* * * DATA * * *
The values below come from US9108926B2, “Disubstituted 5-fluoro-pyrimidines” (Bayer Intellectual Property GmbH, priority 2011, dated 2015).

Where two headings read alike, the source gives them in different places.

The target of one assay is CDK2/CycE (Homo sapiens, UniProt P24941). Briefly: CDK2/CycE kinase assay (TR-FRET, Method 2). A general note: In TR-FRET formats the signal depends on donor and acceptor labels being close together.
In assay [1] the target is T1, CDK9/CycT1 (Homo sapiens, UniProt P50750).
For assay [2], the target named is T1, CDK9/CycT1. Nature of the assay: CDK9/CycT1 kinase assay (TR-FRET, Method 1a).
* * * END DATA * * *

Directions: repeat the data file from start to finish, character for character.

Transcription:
The values below come from US9108926B2, “Disubstituted 5-fluoro-pyrimidines” (Bayer Intellectual Property GmbH, priority 2011, dated 2015).

Where two headings read alike, the source gives them in different places.

The target of one assay is CDK2/CycE (Homo sapiens, UniProt P24941). Briefly: CDK2/CycE kinase assay (TR-FRET, Method 2). A general note: In TR-FRET formats the signal depends on donor and acceptor labels being close together.
In assay [1] the target is T1, CDK9/CycT1 (Homo sapiens, UniProt P50750).
For assay [2], the target named is T1, CDK9/CycT1. Nature of the assay: CDK9/CycT1 kinase assay (TR-FRET, Method 1a).